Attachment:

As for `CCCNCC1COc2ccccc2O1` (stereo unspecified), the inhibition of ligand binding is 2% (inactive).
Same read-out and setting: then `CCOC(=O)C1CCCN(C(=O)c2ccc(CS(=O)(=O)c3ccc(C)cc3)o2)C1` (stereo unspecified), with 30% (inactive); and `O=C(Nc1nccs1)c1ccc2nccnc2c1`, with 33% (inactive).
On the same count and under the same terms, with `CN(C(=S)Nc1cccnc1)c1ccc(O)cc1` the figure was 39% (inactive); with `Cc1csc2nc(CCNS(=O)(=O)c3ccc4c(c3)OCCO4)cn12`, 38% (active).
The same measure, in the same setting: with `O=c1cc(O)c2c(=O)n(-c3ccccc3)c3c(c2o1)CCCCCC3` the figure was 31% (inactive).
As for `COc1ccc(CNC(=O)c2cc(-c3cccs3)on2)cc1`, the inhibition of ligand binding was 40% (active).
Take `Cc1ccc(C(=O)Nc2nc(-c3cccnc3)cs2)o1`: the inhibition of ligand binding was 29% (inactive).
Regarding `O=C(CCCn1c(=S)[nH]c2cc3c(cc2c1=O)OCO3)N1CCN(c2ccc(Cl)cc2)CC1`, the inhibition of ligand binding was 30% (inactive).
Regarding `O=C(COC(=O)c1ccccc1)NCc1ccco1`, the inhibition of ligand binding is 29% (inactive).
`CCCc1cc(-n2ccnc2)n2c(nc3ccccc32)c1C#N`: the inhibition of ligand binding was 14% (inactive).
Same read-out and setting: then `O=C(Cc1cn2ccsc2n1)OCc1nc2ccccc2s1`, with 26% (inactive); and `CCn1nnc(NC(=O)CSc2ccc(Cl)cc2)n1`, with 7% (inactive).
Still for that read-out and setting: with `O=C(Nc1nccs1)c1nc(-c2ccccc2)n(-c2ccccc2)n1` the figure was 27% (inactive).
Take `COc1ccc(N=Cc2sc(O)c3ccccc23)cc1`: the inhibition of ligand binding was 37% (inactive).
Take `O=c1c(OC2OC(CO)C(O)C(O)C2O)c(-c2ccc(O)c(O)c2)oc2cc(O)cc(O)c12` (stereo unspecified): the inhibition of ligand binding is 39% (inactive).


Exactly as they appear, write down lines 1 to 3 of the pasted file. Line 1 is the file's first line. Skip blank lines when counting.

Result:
As for `CCCNCC1COc2ccccc2O1` (stereo unspecified), the inhibition of ligand binding is 2% (inactive).
Same read-out and setting: then `CCOC(=O)C1CCCN(C(=O)c2ccc(CS(=O)(=O)c3ccc(C)cc3)o2)C1` (stereo unspecified), with 30% (inactive); and `O=C(Nc1nccs1)c1ccc2nccnc2c1`, with 33% (inactive).
On the same count and under the same terms, with `CN(C(=S)Nc1cccnc1)c1ccc(O)cc1` the figure was 39% (inactive); with `Cc1csc2nc(CCNS(=O)(=O)c3ccc4c(c3)OCCO4)cn12`, 38% (active).